IU to don ‘equity fist’ during games this season

Indiana athletes will be wearing a symbol this season to raise awareness about racial injustice.

The “equity fist,” as IU coach Tom Allen called it Monday, will be debuted this Saturday during the Hoosier football team’s opener with No. 8 Penn State. It will appear both on the upper righthand side of the Hoosiers’ jerseys as a patch and on the back of their helmets as a sticker. Allen said the fist will also be on the shirts and shorts the program wears during warmups.

This symbol, designed by the Mark Cuban Center for Sports Media, will appear on all IU athletic team’s jerseys this season, but football is just the first to compete this fall due to the COVID-19 pandemic.

“Players are excited about that,” Allen said. “Just a sign of unity, a sign of togetherness and peace and love we want to promote, and just respect for others that are different than us, look different, and come from different backgrounds.”

Following the murder of George Floyd in May, IU took a number of actions to try and promote a conversation surrounding racial injustice. One was making Election Day an off-day from athletic activities. The department also instituted inclusivity training.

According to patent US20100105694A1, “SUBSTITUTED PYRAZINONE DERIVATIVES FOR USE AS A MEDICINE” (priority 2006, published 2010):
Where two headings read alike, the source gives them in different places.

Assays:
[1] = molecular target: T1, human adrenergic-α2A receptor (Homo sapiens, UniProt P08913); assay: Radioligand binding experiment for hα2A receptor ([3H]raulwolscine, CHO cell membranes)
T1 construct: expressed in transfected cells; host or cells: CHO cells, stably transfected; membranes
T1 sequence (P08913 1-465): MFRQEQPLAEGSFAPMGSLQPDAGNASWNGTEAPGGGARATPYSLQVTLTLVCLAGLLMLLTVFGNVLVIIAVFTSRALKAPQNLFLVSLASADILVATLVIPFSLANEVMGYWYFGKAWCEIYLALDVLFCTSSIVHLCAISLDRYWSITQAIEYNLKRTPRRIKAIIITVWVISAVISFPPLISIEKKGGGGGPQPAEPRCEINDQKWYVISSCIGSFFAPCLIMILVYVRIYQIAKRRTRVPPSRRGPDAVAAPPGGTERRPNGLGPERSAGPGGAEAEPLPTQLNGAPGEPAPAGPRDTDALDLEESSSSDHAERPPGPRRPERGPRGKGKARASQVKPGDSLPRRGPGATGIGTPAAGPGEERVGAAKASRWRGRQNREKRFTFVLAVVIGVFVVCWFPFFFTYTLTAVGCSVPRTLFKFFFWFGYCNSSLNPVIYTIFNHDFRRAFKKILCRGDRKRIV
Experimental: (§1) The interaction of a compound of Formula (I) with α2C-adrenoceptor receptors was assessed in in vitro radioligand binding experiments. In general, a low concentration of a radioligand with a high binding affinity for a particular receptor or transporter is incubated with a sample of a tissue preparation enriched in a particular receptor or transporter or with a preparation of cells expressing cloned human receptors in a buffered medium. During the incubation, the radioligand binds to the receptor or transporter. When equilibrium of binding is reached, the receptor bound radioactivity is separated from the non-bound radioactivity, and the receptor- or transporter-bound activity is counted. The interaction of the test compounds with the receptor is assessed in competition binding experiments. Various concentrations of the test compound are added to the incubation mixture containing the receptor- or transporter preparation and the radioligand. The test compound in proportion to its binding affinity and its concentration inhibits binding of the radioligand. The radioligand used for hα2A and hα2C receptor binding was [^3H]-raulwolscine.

This is another step, which Allen sees as following in line with the program’s “love each other” mantra. The fist, both black and red, incorporates several words into the design, including “love,” “peace,” “human rights,” “compassion,” “justice,” and “equality.”

“When I challenged our team, I want us to be a beacon of what it looks like to love each other and care about one another, no matter where you are from, no matter whether you have differences or not,” Allen said. “We gotta be able to work together to make the world a better place, to make Bloomington a better city, and make Indiana a better state, and just have that impact across this country.”

2 comments

  1. Love the message of unity and peace. But I’m not sure people realize the fist symbol/image is the exact same logo used in communism?

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  2. 1968 Olympic Games in Mexico City…..Tommie Smith and John Carlos

    I have no problem with it. They avoided “Black Lives Matter” …or “Say Their Names”…or “I Can’t Breathe” so it’s pretty safe non-controversial jello pudding.

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